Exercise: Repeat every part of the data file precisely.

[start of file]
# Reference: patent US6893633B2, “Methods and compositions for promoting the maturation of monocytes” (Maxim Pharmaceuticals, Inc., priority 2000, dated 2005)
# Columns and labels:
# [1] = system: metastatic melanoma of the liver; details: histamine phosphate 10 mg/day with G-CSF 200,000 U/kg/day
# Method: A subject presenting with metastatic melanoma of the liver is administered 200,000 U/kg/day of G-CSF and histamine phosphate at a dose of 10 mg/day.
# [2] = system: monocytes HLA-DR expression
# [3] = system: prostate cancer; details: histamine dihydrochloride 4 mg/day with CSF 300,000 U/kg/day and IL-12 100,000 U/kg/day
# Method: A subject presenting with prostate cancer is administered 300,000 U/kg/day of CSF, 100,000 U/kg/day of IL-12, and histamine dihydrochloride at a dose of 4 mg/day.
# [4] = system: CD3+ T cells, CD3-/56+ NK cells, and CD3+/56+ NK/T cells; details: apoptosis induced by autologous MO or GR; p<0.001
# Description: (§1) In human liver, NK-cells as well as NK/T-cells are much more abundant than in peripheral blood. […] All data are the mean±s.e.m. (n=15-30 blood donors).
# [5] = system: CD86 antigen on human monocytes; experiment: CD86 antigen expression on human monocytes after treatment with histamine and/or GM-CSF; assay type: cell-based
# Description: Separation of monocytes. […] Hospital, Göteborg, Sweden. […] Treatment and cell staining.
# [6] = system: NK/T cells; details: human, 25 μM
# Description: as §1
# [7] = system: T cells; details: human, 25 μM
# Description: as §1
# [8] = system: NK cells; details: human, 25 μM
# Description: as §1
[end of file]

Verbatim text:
# Reference: patent US6893633B2, “Methods and compositions for promoting the maturation of monocytes” (Maxim Pharmaceuticals, Inc., priority 2000, dated 2005)
# Columns and labels:
# [1] = system: metastatic melanoma of the liver; details: histamine phosphate 10 mg/day with G-CSF 200,000 U/kg/day
# Method: A subject presenting with metastatic melanoma of the liver is administered 200,000 U/kg/day of G-CSF and histamine phosphate at a dose of 10 mg/day.
# [2] = system: monocytes HLA-DR expression
# [3] = system: prostate cancer; details: histamine dihydrochloride 4 mg/day with CSF 300,000 U/kg/day and IL-12 100,000 U/kg/day
# Method: A subject presenting with prostate cancer is administered 300,000 U/kg/day of CSF, 100,000 U/kg/day of IL-12, and histamine dihydrochloride at a dose of 4 mg/day.
# [4] = system: CD3+ T cells, CD3-/56+ NK cells, and CD3+/56+ NK/T cells; details: apoptosis induced by autologous MO or GR; p<0.001
# Description: (§1) In human liver, NK-cells as well as NK/T-cells are much more abundant than in peripheral blood. […] All data are the mean±s.e.m. (n=15-30 blood donors).
# [5] = system: CD86 antigen on human monocytes; experiment: CD86 antigen expression on human monocytes after treatment with histamine and/or GM-CSF; assay type: cell-based
# Description: Separation of monocytes. […] Hospital, Göteborg, Sweden. […] Treatment and cell staining.
# [6] = system: NK/T cells; details: human, 25 μM
# Description: as §1
# [7] = system: T cells; details: human, 25 μM
# Description: as §1
# [8] = system: NK cells; details: human, 25 μM
# Description: as §1